Extra! Korea

March 29, 2010

Mine now considered “most likely cause” of vessel’s sinking

Filed under: North Korea — extrakorea @ 10:02 am

It looks like my hunch now has some support.

Of the four possible causes — internal explosion, collision with a reef, explosion of a naval mine or a torpedo attack — the government was most drawn to the likelihood of a naval mine, a Cheong Wa Dae official said yesterday.

“Judging from what the captain of Cheonan said and the condition of the ship, the possibility of a naval mine explosion seems a bit higher than the other three,” the official said.

[ snip ]

Several survivors from the sunken ship reportedly ruled out the possibility of an internal explosion or a collision with a reef, drawing attention to the scenarios of a mine explosion or a torpedo attack.

[ snip ]

Defense Minister Kim Tae-young said in a parliamentary hearing yesterday that there was no South Korean naval mine in the West Sea area.

“There is no South Korean naval mine along the west coast,” Kim said in response to a question by a lawmaker on the parliamentary committee for defense.

[ snip ]

Another military official said a mine laid underwater during the 1950-53 Korean War could have surfaced, noting that mines from then were often found in the West Sea.

The South Korean navy practiced placing naval mines during the Korea-U.S. military drill earlier this month but not in the waters around Baekyeong island, he said.

North Korea reportedly has defensive minefields near the disputed inter-Korean sea border.

The country that lost track of its naval mine should be responsible for an accident caused by the mines it placed, according to international law experts.

(Korea Herald)

Defense Minister Kim Tae-young cautiously raised the possibility that the ill-fated Cheonan may have hit a sea mine laid by North Korea.

[ snip ]

He said, “North Korea’s sea mines might have been floating in our territorial waters.” However, Kim refused to comment on whether the mines had been placed by the North intentionally or had drifted into South Korean waters.

He rejected the possibility of a blast caused by South Korean mines. The minister also played down the possibility of a torpedo attack.

North Korea bought about 4,000 sea mines from the Soviet Union during the Korean War and was believed to have laid about 3,000 of them both in the eastern and western waters of the Korean Peninsula, Kim noted.

“Almost all mines were removed, but not 100 percent,” he said. “A North Korean mine was found (in South Korean waters) in 1984 and another was removed in 1995.”

(Korea Times)

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3 Comments »

  1. This begs the question: If true, what should we don about it?

    Comment by kushibo — March 30, 2010 @ 5:36 am

  2. Would it be prudent to choose a military target and go after it? If so, what kind, where, and with how much strength?

    Any military attack on the NorKs will give them something to wrap their “the whole world is against us” propaganda.

    Should the goal be to punitive, to teach Pyongyang not to do this again, or should the aim be to topple the regime or at least cause turmoil?

    I think that toppling the regime would be a very bad idea considering how ill-prepared South Korea is for such. Causing turmoil could lead to inadvertent regime change.

    Should any attack be done while Kim Jong-il is away in China?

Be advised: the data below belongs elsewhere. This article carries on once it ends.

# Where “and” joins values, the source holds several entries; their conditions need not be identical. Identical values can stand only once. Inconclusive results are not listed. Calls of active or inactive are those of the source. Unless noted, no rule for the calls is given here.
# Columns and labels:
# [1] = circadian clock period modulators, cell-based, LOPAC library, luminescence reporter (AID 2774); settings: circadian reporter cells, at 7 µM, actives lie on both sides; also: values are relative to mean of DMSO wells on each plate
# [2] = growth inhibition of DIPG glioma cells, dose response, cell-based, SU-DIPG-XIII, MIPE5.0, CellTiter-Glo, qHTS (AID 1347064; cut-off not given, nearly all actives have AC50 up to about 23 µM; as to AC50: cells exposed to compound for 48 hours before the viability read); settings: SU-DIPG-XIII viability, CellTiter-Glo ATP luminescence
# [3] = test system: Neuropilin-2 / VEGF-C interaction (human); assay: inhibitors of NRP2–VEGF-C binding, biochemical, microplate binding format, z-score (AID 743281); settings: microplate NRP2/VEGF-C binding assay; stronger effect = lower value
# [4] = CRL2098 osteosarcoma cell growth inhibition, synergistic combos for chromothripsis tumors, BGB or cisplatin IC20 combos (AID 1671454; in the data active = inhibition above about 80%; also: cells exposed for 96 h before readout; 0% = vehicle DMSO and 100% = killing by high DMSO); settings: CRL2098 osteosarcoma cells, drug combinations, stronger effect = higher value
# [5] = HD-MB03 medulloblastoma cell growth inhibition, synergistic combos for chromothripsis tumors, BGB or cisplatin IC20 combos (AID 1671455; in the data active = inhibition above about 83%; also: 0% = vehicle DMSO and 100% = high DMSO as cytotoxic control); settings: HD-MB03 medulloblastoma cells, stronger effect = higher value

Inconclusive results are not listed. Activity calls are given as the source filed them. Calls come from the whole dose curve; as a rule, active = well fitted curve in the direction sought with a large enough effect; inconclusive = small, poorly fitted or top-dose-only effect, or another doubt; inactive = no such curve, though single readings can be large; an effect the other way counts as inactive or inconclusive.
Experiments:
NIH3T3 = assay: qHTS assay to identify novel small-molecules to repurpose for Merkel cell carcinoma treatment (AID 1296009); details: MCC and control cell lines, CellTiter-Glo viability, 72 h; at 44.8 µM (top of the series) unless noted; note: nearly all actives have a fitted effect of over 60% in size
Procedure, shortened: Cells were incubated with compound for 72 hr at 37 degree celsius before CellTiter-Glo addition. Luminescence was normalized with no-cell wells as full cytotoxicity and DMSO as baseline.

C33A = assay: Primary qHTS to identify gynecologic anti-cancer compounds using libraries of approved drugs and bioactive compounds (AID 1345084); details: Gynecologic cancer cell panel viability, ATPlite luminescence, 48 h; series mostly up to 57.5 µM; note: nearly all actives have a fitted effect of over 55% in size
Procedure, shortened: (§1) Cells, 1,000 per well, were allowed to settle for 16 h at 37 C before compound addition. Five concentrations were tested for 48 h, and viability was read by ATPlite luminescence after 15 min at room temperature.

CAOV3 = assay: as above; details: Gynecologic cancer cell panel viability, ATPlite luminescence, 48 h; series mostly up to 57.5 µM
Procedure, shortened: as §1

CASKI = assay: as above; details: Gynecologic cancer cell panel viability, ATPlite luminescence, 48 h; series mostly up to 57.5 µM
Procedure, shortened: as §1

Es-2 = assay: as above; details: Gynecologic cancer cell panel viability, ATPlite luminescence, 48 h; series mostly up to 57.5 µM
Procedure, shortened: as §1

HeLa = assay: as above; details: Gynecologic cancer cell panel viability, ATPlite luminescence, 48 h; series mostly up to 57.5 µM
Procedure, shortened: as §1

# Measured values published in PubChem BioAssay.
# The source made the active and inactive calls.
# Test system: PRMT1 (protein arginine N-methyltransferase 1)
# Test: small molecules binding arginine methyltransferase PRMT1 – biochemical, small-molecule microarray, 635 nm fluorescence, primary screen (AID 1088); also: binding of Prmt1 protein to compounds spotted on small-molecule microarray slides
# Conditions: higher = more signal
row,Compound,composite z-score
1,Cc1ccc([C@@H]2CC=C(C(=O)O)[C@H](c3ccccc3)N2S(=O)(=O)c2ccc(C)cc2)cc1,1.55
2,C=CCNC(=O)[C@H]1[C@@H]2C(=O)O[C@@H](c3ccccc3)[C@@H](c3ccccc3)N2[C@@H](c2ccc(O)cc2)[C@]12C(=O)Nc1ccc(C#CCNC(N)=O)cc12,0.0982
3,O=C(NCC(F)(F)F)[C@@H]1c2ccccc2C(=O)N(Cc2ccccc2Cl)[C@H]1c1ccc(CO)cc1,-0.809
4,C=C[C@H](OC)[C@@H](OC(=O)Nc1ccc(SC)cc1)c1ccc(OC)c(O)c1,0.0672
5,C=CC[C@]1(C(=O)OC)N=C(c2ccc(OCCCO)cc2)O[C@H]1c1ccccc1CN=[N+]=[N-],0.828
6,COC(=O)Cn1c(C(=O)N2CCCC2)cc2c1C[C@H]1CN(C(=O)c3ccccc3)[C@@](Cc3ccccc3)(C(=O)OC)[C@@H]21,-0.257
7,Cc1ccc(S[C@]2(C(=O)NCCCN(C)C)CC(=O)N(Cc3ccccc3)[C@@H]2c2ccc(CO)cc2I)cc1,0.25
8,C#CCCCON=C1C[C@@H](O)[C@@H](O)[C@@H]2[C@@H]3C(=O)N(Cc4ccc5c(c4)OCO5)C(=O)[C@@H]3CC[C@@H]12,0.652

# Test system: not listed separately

If (a very big “if”) we’re going to attack them anyway, might as well go for the Poison Dwarf himself.

    Or should economic sanctions be the way to go?

    I think so. Economic sanctions, withholding of food aid, fertilizer, etc.

    If so, what kind and for how long, or would they be “permanent”?

    Until the NorKs apologize, through actions, not words. Considering the kamikaze-inspired rhetoric that B.R.Myers has described, that could well translate into “permanent.”

    Should South Korea go to the UN and complain there?

    Or else we will be very, very angry with you. And we will write you a letter telling you how angry we are.

    How much response would be too much response, enough for Pyongyang to respond with similar attacks or worse?

    After eight years of having South Korea bend over (and get butt!@#$ed by the NorKs), we are in new, unexplored territory.

    Comment by extrakorea — March 30, 2010 @ 8:26 am

    • Extra Korea wrote:
      Any military attack on the NorKs will give them something to wrap their “the whole world is against us” propaganda.

      Yes, I was making that point, too. In fact, that may be the plan with all this: to whip up support for the government at a time when so many are disgruntled.

      I think that toppling the regime would be a very bad idea considering how ill-prepared South Korea is for such. Causing turmoil could lead to inadvertent regime change.

      But it has to be done sometime. And I don’t think the time will be of our choosing.

      If (a very big “if”) we’re going to attack them anyway, might as well go for the Poison Dwarf himself.

      Ah, true, but I’m just thinking the regime might fall more quickly if he were outside the country.

      I think so. Economic sanctions, withholding of food aid, fertilizer, etc.

      That can be a bit cruel, but it might work.

      Until the NorKs apologize, through actions, not words. Considering the kamikaze-inspired rhetoric that B.R.Myers has described, that could well translate into “permanent.”

      In other words, back to the pre-Kim DJ era.

      After eight years of having South Korea bend over (and get butt!@#$ed by the NorKs), we are in new, unexplored territory.

      Actually, I think we’d just be back to old, well-explored territory, i.e., the Chun/Roh Taewoo era and before.

      Comment by kushibo — March 31, 2010 @ 6:58 am


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